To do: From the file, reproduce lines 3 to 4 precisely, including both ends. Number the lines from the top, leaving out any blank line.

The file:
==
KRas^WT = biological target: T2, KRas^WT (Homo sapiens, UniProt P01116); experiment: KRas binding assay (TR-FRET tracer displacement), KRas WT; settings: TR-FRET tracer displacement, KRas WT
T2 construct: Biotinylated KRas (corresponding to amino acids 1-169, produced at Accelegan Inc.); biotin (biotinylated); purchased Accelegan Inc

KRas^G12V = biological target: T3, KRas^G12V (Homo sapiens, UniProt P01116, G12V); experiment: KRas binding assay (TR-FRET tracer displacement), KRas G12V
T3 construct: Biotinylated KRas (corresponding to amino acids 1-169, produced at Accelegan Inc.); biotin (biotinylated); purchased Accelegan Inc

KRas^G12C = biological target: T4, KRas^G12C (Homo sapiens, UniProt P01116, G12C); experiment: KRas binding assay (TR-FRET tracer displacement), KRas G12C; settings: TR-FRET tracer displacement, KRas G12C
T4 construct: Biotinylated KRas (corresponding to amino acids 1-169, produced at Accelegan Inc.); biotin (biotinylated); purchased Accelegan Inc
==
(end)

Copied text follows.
KRas^G12V = biological target: T3, KRas^G12V (Homo sapiens, UniProt P01116, G12V); experiment: KRas binding assay (TR-FRET tracer displacement), KRas G12V
T3 construct: Biotinylated KRas (corresponding to amino acids 1-169, produced at Accelegan Inc.); biotin (biotinylated); purchased Accelegan Inc